Early last year I called an IEP meeting to discuss the preschool's shameful inability to communicate with my child. That was... unsatisfying but they asked at the time if I'd thought about kindergarten yet. The Girl's birthday is exactly four days before the kindy cut off so, although they stressed seventy kajillion times it was a "team" decision, at least they wanted our input. This sparked 8 months of ifs, ands, & buts. If you are one of the lucky three people I didn't force to listen to my tail chasing, these are the pros/cons:
- The preschool was underwhelming - we could get better teachers in kindy.
- They could be worse.
- She's in day care in the afternoon anyway, might as well spend that time in an educational setting.
- Kids learn best thru play - we should let her Play! Explore! Un-school!
- She already knows all her colors & letters - we should build on that! Neural connections! Learning is fun!
- She'd be awfully young for kindy anyway, add in a developmental delay and it's akin to putting a three year old in kindergarten. NO child would succeed in that situation. We're setting her up to fail & she'll never ever ever end up "mainstreamed". (*dramatic hand waving*)
- I read this book a while back and it argued for delaying kindy as kids learn best when they're emotionally mature enough to learn.
- That book was about typical boys. It might also be total BS. Zero relevance.
- With all the money we'd save on day care we could
retire buy groceriesafford more private therapy.
- Two words: potty training.
- One (& a half?) more: non-verbal
- Mah baaayyybeeee!
Fast forward to this spring. We have to have an official "transitional" IEP with the kindy folks. Because I'm always polite (*HA!*), I did not kick them out of the room as superfluous even though Matt & I had already decided against. I brought cookies so they might as well eat.
The SLP didn't show up. Awesome. Because we're clearly not at all concerned about her speech. Gah. The pre-school teacher said almost nothing. We later heard she quit the next day. The principal, who I'd liked during our call but hadn't attended any other IEPs, revealed himself to be a massive doufus. He wondered aloud if The Girl's speech might be affected by a structural/palate issue. He pointed to how messy she ate as evidence. (Dude. We've run thru 2 school SLPs, two private, had an additional outside eval, AND the surgical nurse at Children's knows us. You think we missed something? Also? Thanks, yes, my child is a sloppy eater. Ass). He also wondered if she had anything to say.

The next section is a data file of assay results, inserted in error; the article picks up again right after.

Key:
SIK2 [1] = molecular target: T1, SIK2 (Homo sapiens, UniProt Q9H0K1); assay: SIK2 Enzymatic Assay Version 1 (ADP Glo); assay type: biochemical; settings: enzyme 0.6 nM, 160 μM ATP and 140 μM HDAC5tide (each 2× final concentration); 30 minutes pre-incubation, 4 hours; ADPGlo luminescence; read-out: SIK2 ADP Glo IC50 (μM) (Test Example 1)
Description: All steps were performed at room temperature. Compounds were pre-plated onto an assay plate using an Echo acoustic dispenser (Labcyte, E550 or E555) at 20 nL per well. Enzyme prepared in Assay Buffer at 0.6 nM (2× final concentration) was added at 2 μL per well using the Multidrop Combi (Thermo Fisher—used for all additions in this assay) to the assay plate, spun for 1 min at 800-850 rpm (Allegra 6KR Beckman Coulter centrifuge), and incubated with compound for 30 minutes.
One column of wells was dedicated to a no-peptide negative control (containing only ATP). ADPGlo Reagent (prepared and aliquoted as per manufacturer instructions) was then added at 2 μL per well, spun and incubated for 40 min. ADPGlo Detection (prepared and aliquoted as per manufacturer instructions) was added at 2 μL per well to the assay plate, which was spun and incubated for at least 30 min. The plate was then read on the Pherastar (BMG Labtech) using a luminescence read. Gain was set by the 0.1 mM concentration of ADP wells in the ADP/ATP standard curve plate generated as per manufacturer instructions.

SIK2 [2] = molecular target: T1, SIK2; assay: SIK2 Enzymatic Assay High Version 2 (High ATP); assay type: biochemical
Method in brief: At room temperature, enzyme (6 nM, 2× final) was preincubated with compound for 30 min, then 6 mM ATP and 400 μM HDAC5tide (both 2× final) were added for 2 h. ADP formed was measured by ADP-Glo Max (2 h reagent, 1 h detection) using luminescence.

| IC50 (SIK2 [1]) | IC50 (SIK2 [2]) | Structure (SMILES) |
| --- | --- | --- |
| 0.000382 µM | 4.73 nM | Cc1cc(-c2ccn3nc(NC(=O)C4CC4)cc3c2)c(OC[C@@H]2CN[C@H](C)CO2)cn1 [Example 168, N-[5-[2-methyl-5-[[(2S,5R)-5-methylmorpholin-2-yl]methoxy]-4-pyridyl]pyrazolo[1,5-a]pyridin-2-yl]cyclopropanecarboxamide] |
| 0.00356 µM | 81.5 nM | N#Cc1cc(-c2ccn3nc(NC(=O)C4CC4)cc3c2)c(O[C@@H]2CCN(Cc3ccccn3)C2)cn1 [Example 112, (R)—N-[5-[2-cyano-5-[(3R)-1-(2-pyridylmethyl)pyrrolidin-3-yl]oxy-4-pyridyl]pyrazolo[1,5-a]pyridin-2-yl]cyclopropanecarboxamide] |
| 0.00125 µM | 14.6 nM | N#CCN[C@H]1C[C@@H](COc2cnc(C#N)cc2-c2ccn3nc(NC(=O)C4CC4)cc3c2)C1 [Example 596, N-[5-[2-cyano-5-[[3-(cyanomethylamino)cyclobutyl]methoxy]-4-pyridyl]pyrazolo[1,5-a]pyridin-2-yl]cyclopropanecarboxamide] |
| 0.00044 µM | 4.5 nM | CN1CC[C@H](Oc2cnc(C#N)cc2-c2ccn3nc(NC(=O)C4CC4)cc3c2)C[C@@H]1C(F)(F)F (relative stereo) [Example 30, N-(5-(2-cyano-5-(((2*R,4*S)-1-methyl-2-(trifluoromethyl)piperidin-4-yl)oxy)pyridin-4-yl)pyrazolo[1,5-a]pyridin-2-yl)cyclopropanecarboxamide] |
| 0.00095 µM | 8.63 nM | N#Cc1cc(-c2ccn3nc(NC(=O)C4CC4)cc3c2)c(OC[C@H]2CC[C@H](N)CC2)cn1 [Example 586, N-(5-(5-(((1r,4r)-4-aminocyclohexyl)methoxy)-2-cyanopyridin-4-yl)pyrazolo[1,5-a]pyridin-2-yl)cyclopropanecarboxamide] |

Read that again. He wondered if my child had enough cognitive function to, say, ask for "milk".
Meanwhile the elementary school's SpEd teacher, SLP, & company were asking awesome insightful questions, drilling down when she could do what in which setting. Asking if we'd tried this or that. They reminded the principal I had already said she was signing in full sentences and clearly had much to say. They talked about iPads and multi-modalities and the pros and cons of various approaches.
They said, "We can develop an intensive speech program for her".
They described it like 8 hours of speech therapy/day.
They talked about peer modeling and the benefits of inclusion.
They said, without asking, she'd have a 1:1 para and they'd teach the para all the signs she already knows.
They said, "We want her."
Kids, my girl is going to kindergarten.
I'm at Gigi's this week (Hence the post. Shocking! I know). I remember playing with this glass bird when I was a kid. Miracle it wasn't broken. No feathers, but here's to strength & fragility & hope.